“I told her she did not have to give me her food,” said Mario. “I was embarrassed to take it—I knew she was a single mom with challenges of her own. But in broken English she replied, ‘I know what it is to be an international student, so eat. You need energy to study.’ I was very grateful to her and Heavenly Father. We were good Samaritans to each other.”
It was the fall semester of 2012, and Mario Recinos was a non-traditional student at the College. He held a five-year degree in information systems from a university in El Salvador—which turned out to be both a blessing and a challenge.
“I did not have much practical training at the university,” he said. “We didn’t have the necessary equipment to practice, so most of my education was based in theory. But I had heard that LDSBC was a very practical school where I could obtain hands-on IT skills.”
At first, however, Mario didn’t think he would be accepted to LDSBC. “When studying at the BYU English Language Center, I was told the college would not take students who already had a degree,” he said. “I was disappointed, but when I prayed about it I felt very strongly that I needed to be there.”
Mario got accepted by signing up for evening courses. He was surprised to find out he qualified for a half-tuition, evening-school scholarship. But since international students can’t work off campus, money was still a problem.
“My biggest challenge was not having a job during the first semester,” said Mario. “Another challenge was my need to take public transportation after classes got out at 10:00 p.m. I took TRAX to the Murray Station but had to walk 30 minutes from there as the buses had stopped running. Walking in an unfamiliar city in the dark night was a little scary.”
In spite of Mario’s challenges, he tried to remain positive. “I was very grateful to my Heavenly Father,” he said, “because I had an opportunity that anyone in El Salvador would love to have—to study at an LDS institution. So I told myself, ‘This is an opportunity Heavenly Father is giving me.’ I just had to endure and be patient.”
One blessing that touched him deeply was the support he received from professors. “They did everything they could to create a culture that fosters the Spirit—something much different than I experienced back home,” said Mario. “In El Salvador, university students did not have a close relationship with professors. But at LDSBC, I found that professors wanted me to succeed and would do everything they could to help me. It is a great blessing to combine secular education and gospel teachings.”
Mario also got engaged that first semester. “I met my future wife, Marisa, at the BYU English Language Center,” said Mario. “But we didn’t start dating until I finished the English program. She knew I was interested, but she just ignored me until I was done. Our relationship motivated me to work harder and find a job.”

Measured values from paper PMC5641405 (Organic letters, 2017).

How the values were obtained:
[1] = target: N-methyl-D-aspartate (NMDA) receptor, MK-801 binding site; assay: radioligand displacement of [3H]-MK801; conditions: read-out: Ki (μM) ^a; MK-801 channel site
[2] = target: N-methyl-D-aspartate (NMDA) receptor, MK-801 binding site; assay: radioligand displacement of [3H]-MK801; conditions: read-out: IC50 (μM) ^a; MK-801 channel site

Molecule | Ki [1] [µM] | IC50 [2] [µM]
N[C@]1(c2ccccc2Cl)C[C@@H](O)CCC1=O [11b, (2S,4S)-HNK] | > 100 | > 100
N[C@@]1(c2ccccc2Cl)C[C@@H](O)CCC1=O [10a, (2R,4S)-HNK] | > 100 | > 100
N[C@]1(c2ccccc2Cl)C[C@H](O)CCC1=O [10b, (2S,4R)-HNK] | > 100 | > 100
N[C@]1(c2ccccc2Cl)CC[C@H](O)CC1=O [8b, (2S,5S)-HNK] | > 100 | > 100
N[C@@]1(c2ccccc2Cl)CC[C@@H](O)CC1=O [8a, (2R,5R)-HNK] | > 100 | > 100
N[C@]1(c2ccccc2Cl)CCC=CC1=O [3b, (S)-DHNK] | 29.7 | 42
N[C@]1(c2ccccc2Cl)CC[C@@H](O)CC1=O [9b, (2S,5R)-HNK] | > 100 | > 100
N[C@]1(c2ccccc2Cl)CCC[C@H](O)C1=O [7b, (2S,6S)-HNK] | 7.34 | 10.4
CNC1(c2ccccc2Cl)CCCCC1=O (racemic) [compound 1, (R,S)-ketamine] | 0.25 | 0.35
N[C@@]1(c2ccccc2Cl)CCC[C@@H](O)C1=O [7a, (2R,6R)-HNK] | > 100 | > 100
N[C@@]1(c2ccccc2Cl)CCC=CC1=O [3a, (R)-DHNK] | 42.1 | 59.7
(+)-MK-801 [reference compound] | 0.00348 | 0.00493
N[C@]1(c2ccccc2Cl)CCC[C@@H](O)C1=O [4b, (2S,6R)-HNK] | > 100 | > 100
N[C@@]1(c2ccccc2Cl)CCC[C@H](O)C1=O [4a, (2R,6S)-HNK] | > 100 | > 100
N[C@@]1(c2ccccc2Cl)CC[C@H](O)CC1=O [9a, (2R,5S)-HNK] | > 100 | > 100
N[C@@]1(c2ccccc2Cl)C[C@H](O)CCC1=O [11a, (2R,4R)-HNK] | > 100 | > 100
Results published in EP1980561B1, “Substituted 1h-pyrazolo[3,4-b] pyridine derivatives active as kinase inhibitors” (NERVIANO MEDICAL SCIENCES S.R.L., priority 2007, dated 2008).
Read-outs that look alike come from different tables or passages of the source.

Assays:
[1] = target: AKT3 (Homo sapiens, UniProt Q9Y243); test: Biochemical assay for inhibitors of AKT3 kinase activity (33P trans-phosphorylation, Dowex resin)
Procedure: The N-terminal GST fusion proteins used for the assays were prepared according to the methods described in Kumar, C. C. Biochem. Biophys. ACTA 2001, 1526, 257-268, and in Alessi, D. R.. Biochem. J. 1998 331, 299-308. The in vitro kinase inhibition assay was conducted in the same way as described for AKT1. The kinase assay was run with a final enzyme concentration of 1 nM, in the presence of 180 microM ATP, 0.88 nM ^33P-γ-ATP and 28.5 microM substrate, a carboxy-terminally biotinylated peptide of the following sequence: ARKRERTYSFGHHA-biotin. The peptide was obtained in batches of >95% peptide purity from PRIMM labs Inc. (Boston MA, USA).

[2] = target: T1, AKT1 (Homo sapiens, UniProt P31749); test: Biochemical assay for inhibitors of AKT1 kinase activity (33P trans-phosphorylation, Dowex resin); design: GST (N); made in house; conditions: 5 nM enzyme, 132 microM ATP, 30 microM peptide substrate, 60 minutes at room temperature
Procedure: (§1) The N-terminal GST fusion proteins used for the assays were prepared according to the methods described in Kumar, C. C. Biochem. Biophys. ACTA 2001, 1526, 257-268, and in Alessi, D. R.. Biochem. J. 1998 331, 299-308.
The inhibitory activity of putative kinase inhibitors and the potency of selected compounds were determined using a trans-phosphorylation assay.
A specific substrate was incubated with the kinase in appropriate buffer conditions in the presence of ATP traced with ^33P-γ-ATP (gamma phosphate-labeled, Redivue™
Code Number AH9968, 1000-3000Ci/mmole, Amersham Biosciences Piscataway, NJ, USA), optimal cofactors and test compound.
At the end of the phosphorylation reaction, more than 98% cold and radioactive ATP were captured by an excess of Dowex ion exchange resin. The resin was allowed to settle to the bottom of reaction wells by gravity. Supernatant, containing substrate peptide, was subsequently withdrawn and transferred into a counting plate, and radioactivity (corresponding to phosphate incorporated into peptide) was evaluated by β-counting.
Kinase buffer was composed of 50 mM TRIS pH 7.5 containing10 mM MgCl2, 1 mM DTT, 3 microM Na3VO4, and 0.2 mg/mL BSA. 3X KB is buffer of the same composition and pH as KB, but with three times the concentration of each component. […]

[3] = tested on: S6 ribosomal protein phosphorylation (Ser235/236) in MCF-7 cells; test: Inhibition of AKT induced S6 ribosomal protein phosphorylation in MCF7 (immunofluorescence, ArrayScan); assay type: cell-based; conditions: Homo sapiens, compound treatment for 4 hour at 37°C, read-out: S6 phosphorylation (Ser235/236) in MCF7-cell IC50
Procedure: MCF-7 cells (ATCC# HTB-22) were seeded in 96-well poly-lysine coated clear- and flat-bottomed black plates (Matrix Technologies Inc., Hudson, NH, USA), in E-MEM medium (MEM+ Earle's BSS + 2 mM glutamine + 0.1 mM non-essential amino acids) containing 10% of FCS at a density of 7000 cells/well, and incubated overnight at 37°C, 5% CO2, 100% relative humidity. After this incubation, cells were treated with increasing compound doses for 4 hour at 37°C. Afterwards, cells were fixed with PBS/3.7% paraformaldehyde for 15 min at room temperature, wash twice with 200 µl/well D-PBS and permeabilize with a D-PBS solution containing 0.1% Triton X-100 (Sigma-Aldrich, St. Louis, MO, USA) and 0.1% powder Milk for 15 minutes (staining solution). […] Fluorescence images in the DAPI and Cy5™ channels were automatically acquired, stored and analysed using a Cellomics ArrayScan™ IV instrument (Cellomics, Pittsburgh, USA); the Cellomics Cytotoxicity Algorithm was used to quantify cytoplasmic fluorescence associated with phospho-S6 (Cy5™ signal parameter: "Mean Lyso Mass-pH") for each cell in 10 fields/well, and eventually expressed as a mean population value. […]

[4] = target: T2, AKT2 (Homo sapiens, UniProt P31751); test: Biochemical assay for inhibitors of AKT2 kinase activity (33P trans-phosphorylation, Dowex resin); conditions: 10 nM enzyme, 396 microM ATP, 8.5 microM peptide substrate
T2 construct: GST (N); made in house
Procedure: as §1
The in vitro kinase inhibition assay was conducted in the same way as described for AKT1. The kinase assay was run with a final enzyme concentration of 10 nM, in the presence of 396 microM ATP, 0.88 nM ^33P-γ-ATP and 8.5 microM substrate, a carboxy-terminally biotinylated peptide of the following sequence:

The job offer came just one week before Mario and Marisa were sealed in the Salt Lake Temple. “I was studying in the library when I got a call from the LDS Global Service Center,” said Mario. “The hiring supervisor had not even finished saying that he wanted to hire me when I started thanking Heavenly Father in Spanish. The supervisor said, ‘So I guess that is a yes?’
“My IT classes at LDSBC helped me get that job,” said Mario. “I had learned networking, operating systems, accounting and personal finance. My first assignment at the GSC was helping bishoprics, branch and stake presidencies with financial problems. Later on, I moved to the IT team, where I used knowledge acquired at the BC to troubleshoot hardware, printers and software problems.”
After Mario completed two semesters, he took a break and worked for two years while still pursuing his studies. He then prepared to take the GMAT and TOEFL. When he was ready, he applied for the Executive Masters of Public Administration program at the BYU-Salt Lake Center. He was accepted and later graduated in August 2017.
“LDSBC helped prepare me for my master’s program,” said Mario. “For example, I took an accounting class that was a very solid foundation for my accounting class at BYU. Some of my classmates were struggling, but I felt so blessed and was able to earn an ‘A’ grade.”
Mario hopes to use his education to help others gain education and the job opportunities that follow. “Serving others is what makes me come alive,” said Mario. “I would work hard to make sure that others received fair treatment and the help they deserved.”
His interest extends beyond his boundaries here. “I hope to find a job with a non-profit organization that helps people in third-world countries gain access to better education,” he said. “People could learn English and technical/practical education. They would then have better tools to obtain a better job like I did.”